Case study of the use of knowledge and decision management allowing business analysts to provision business solutions. We introduce the concept of a knowledge/decision driven method to model and produce event-based architecture solutions. This approach effectively externalizes business logic and the surrounding use cases to create situationally aware solutions that respond to change in the hands of the business.

Sectors: Banking/Mortgage (Demo use case) – approach and technologies are sector neutral.

Technologies: Sapiens Knowledge, Sapiens SAFr, Sapiens Decision. Keywords: Knowledge, Decision management, Event-based architecture, Situationally aware solutions

Denzil Wasson is responsible for Sapiens Decision Suite technical strategy and delivery. Denzil leverages 30+ years of diverse technology, architecture and implementation experience in banking, insurance, retail, state and federal government to ensure customer success in their technology initiatives

Larry Goldberg is an evangelist for Sapiens DECISION, and as a member of the senior management team is responsible for all products in the Sapiens Decision company. He was Co-founder and Managing Partner of Knowledge Partners International LLC, acquired by Sapiens Decision, and has over forty years of experience in building technology based companies on four continents. Commercial applications in which he played a primary architectural role include such diverse domains as banking, healthcare, supply chain, property & casualty insurance, and enterprise modeling tools. He has been the business lead and/or business sponsor on many major projects in both the public and private sector, and is a trusted adviser to senior executives from major corporations. Larry is a leading international authority on business requirements, and is the co-author of the best-selling book “The Decision Model: A Business Logic Framework Linking Business and Technology” (Auerbach, New York 2009).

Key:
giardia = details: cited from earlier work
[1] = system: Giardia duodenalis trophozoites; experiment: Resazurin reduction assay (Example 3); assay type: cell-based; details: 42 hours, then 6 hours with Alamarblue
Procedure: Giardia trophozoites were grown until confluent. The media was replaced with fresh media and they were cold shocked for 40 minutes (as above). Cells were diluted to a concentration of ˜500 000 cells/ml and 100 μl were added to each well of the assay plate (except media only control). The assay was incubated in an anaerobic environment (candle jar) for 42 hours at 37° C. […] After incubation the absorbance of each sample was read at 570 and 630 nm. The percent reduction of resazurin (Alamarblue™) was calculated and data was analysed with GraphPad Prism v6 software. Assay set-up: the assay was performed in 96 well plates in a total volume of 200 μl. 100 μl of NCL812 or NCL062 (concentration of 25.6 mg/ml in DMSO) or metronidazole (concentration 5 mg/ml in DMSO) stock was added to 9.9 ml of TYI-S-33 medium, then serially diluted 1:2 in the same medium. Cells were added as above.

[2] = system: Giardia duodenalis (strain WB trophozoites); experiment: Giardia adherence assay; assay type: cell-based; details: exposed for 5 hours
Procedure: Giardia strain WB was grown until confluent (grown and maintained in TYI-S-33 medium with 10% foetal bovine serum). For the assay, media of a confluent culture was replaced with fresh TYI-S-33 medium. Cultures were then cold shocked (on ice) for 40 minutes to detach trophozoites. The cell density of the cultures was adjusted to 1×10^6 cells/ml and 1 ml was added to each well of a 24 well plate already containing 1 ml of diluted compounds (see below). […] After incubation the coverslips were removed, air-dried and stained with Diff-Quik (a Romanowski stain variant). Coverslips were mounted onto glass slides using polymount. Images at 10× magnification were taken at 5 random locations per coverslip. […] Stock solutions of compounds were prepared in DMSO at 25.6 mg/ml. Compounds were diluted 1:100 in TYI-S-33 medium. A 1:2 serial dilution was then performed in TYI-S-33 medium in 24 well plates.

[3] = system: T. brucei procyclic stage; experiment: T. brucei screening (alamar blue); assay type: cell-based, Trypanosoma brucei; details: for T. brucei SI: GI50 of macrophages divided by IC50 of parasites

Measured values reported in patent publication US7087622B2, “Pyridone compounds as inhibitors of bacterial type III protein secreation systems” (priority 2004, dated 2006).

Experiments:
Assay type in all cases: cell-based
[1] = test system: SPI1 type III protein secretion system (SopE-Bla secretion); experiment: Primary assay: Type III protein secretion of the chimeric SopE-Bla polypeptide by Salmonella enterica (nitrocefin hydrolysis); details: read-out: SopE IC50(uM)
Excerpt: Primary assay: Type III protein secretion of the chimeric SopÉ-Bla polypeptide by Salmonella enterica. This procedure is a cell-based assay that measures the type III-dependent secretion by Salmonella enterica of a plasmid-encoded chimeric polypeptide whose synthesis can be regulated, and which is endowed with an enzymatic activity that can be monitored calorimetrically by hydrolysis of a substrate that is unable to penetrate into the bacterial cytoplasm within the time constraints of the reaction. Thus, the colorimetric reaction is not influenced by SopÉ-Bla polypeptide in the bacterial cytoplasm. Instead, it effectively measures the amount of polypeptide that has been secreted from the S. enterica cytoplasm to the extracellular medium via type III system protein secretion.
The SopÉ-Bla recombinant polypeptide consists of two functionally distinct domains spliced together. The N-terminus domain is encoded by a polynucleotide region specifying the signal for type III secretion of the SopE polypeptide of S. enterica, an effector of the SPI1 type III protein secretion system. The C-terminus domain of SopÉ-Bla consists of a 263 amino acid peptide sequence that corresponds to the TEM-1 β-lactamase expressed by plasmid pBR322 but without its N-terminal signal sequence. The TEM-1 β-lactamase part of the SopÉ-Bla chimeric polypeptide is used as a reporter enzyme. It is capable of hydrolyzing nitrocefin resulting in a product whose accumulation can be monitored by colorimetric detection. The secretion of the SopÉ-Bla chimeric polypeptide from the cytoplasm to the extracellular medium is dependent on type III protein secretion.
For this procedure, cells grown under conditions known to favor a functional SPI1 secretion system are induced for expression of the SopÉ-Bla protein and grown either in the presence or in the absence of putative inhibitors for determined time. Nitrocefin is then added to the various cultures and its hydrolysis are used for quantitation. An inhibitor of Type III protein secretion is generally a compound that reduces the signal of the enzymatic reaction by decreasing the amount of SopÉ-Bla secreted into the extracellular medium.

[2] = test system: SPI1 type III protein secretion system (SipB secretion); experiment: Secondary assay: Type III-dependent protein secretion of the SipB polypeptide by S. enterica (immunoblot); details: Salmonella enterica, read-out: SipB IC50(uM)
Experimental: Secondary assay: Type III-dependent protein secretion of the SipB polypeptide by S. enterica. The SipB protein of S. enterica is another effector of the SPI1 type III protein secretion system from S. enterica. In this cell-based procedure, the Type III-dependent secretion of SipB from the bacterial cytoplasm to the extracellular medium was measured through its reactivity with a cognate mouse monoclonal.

Introduction of DMN in projects: A marathon and not a sprint by Daniel Schmitz-Hübsch (Materna)

In the past years the DMN standard has been further developed. Among other things, attention has been paid to improving the user-friendliness of decision modeling. At the same time, the DMN standard was increasingly introduced in customer projects. Especially the balancing between the acceptance of the business side and the technical implementation has been a challenge to break resistance. The presentation will recapitulate how the acceptance of DMN has developed in various real-world projects over the last years and how the adaptations and improvements of the DMN standard have been received. Furthermore, the tools that have proven useful in the requirements engineering will be presented. However, the development of the DMN standard and the tools is not yet complete. At the end of the presentation, concrete suggestions for improvement of the DMN standard as well as the tools based on the project experiences will be discussed to further increase the use and acceptance of DMN. Keywords: DMN, FEEL, Rule Engines

Daniel holds a Master degree in Business Informatics with focus on mobile oriented analysis of business processes. For eight years, he has been involved in the modelling and technical implementation of business process- and decision management systems. As a software developer for an independent IT company, he is responsible for the development of high-availability decision applications using rule engines like IBM Operational Decision Management and RedHat Drools.